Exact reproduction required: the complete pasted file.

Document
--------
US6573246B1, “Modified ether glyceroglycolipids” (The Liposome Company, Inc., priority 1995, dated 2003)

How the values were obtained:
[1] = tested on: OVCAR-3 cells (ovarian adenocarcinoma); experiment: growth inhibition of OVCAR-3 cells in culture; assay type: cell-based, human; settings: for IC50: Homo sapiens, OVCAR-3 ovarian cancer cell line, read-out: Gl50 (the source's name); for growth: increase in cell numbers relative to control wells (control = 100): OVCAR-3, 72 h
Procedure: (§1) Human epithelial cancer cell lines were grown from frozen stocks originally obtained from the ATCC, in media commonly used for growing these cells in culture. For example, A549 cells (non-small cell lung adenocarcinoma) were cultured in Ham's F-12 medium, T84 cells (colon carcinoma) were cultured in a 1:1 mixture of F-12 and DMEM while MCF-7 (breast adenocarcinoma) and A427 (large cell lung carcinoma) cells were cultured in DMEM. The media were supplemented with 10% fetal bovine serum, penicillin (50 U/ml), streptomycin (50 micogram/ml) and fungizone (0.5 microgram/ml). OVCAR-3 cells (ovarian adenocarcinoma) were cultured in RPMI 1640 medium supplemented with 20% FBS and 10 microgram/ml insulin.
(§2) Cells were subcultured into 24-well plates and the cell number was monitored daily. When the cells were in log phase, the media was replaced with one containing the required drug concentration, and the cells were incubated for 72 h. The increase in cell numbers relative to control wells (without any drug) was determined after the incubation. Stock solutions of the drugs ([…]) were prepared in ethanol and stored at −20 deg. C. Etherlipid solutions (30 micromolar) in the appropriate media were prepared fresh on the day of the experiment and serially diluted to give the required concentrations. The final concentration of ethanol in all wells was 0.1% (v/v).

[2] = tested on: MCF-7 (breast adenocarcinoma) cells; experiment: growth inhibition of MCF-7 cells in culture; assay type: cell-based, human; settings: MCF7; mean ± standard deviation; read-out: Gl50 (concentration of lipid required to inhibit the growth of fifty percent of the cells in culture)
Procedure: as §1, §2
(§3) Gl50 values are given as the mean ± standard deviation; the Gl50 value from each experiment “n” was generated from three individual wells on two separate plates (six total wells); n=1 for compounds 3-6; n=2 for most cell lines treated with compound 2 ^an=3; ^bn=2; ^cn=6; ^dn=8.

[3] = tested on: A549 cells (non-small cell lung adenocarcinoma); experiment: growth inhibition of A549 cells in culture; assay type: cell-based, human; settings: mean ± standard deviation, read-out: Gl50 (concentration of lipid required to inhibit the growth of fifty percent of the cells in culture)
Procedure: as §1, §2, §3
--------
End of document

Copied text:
US6573246B1, “Modified ether glyceroglycolipids” (The Liposome Company, Inc., priority 1995, dated 2003)

How the values were obtained:
[1] = tested on: OVCAR-3 cells (ovarian adenocarcinoma); experiment: growth inhibition of OVCAR-3 cells in culture; assay type: cell-based, human; settings: for IC50: Homo sapiens, OVCAR-3 ovarian cancer cell line, read-out: Gl50 (the source's name); for growth: increase in cell numbers relative to control wells (control = 100): OVCAR-3, 72 h
Procedure: (§1) Human epithelial cancer cell lines were grown from frozen stocks originally obtained from the ATCC, in media commonly used for growing these cells in culture. For example, A549 cells (non-small cell lung adenocarcinoma) were cultured in Ham's F-12 medium, T84 cells (colon carcinoma) were cultured in a 1:1 mixture of F-12 and DMEM while MCF-7 (breast adenocarcinoma) and A427 (large cell lung carcinoma) cells were cultured in DMEM. The media were supplemented with 10% fetal bovine serum, penicillin (50 U/ml), streptomycin (50 micogram/ml) and fungizone (0.5 microgram/ml). OVCAR-3 cells (ovarian adenocarcinoma) were cultured in RPMI 1640 medium supplemented with 20% FBS and 10 microgram/ml insulin.
(§2) Cells were subcultured into 24-well plates and the cell number was monitored daily. When the cells were in log phase, the media was replaced with one containing the required drug concentration, and the cells were incubated for 72 h. The increase in cell numbers relative to control wells (without any drug) was determined after the incubation. Stock solutions of the drugs ([…]) were prepared in ethanol and stored at −20 deg. C. Etherlipid solutions (30 micromolar) in the appropriate media were prepared fresh on the day of the experiment and serially diluted to give the required concentrations. The final concentration of ethanol in all wells was 0.1% (v/v).

[2] = tested on: MCF-7 (breast adenocarcinoma) cells; experiment: growth inhibition of MCF-7 cells in culture; assay type: cell-based, human; settings: MCF7; mean ± standard deviation; read-out: Gl50 (concentration of lipid required to inhibit the growth of fifty percent of the cells in culture)
Procedure: as §1, §2
(§3) Gl50 values are given as the mean ± standard deviation; the Gl50 value from each experiment “n” was generated from three individual wells on two separate plates (six total wells); n=1 for compounds 3-6; n=2 for most cell lines treated with compound 2 ^an=3; ^bn=2; ^cn=6; ^dn=8.

[3] = tested on: A549 cells (non-small cell lung adenocarcinoma); experiment: growth inhibition of A549 cells in culture; assay type: cell-based, human; settings: mean ± standard deviation, read-out: Gl50 (concentration of lipid required to inhibit the growth of fifty percent of the cells in culture)
Procedure: as §1, §2, §3